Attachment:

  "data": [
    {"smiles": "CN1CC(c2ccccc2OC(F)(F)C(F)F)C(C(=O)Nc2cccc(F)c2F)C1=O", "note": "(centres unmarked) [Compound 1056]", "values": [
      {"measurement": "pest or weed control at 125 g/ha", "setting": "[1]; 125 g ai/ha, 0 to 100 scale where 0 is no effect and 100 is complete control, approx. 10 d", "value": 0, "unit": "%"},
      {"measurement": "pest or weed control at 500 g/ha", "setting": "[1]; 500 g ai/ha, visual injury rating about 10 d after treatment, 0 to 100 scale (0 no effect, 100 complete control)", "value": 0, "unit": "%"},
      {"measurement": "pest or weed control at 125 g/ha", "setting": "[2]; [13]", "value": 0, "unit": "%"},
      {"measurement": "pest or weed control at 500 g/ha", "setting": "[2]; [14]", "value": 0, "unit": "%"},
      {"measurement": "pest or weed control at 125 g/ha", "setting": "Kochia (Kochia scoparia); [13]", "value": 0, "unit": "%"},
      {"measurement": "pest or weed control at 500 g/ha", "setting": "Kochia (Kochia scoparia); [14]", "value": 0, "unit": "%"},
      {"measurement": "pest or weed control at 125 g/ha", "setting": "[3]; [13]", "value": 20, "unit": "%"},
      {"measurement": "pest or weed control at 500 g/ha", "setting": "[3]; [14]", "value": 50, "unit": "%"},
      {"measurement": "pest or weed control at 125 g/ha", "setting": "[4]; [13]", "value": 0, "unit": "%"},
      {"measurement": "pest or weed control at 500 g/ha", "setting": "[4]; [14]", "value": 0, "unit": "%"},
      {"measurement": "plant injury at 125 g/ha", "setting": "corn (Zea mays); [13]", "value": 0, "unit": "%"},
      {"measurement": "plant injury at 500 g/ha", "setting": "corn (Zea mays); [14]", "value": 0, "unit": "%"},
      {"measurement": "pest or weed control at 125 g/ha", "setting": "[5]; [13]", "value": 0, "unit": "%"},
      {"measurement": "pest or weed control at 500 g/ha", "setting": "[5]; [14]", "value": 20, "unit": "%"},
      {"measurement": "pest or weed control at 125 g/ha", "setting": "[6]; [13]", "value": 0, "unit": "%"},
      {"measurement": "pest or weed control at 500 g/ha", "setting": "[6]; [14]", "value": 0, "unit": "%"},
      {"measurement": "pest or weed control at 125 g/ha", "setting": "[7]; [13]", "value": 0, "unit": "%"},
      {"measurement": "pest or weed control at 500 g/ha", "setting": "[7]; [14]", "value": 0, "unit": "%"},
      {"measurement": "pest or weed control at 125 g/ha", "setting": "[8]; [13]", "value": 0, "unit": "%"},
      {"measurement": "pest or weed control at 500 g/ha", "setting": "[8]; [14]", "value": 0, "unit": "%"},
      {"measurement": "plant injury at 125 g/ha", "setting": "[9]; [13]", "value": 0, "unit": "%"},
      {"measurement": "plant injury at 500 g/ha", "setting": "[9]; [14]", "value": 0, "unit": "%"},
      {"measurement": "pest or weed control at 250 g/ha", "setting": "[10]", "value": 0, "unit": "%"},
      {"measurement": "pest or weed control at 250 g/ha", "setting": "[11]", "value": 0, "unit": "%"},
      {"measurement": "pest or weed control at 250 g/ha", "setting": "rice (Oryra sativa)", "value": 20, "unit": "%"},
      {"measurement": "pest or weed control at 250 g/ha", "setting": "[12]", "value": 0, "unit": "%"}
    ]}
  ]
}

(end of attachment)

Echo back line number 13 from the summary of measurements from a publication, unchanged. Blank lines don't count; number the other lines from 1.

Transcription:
      {"measurement": "plant injury at 125 g/ha", "setting": "corn (Zea mays); [13]", "value": 0, "unit": "%"},